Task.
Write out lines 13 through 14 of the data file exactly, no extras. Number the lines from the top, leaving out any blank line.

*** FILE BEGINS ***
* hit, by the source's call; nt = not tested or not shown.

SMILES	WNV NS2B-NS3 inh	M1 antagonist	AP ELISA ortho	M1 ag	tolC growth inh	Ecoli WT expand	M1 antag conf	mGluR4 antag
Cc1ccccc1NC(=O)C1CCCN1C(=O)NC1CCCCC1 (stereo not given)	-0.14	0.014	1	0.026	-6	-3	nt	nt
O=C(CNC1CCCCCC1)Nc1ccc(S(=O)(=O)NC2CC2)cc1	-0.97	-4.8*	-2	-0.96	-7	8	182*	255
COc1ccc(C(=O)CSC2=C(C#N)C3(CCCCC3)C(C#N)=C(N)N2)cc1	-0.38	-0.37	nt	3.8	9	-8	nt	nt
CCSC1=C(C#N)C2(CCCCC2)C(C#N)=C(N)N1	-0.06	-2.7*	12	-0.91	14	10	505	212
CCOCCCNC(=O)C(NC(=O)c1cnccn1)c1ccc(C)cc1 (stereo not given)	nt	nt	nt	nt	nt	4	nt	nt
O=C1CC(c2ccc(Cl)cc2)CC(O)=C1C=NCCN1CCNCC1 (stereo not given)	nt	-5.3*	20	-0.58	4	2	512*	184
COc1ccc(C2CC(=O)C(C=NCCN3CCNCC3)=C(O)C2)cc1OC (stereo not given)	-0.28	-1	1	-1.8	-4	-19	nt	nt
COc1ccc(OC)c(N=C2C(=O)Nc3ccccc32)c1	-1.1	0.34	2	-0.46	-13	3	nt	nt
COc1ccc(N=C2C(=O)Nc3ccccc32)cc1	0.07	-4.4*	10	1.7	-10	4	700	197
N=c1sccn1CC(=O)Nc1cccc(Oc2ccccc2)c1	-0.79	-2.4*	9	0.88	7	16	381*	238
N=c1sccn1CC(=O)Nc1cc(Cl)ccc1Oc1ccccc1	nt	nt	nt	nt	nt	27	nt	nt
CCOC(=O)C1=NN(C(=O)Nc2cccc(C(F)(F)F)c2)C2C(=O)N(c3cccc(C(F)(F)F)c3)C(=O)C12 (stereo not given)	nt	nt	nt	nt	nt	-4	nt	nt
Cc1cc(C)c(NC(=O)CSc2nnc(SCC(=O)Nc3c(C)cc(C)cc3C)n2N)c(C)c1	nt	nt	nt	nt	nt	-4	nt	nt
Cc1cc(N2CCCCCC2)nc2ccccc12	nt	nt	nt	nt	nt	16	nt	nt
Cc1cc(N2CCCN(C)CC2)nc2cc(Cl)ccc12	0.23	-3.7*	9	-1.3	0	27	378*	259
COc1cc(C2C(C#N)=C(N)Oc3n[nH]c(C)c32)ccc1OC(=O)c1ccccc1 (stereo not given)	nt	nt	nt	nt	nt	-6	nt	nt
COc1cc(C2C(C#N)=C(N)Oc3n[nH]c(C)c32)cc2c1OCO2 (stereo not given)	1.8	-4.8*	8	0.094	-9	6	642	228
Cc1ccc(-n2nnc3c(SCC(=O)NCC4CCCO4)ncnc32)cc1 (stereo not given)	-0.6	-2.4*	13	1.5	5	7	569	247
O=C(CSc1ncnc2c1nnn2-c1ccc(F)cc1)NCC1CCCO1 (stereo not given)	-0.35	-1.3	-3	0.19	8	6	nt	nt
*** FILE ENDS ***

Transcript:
N=c1sccn1CC(=O)Nc1cc(Cl)ccc1Oc1ccccc1	nt	nt	nt	nt	nt	27	nt	nt
CCOC(=O)C1=NN(C(=O)Nc2cccc(C(F)(F)F)c2)C2C(=O)N(c3cccc(C(F)(F)F)c3)C(=O)C12 (stereo not given)	nt	nt	nt	nt	nt	-4	nt	nt